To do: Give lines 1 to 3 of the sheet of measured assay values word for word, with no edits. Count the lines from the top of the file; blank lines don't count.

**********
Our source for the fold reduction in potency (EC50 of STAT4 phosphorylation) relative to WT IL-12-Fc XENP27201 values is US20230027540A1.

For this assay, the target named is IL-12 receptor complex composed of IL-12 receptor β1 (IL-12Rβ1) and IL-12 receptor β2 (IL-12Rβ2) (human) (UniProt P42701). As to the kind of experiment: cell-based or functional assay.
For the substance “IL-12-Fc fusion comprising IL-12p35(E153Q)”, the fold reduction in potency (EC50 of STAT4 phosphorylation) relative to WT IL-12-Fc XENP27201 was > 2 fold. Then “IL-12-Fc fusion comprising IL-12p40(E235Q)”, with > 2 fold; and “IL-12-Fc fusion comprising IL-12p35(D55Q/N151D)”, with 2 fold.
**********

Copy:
Our source for the fold reduction in potency (EC50 of STAT4 phosphorylation) relative to WT IL-12-Fc XENP27201 values is US20230027540A1.

For this assay, the target named is IL-12 receptor complex composed of IL-12 receptor β1 (IL-12Rβ1) and IL-12 receptor β2 (IL-12Rβ2) (human) (UniProt P42701). As to the kind of experiment: cell-based or functional assay.
For the substance “IL-12-Fc fusion comprising IL-12p35(E153Q)”, the fold reduction in potency (EC50 of STAT4 phosphorylation) relative to WT IL-12-Fc XENP27201 was > 2 fold. Then “IL-12-Fc fusion comprising IL-12p40(E235Q)”, with > 2 fold; and “IL-12-Fc fusion comprising IL-12p35(D55Q/N151D)”, with 2 fold.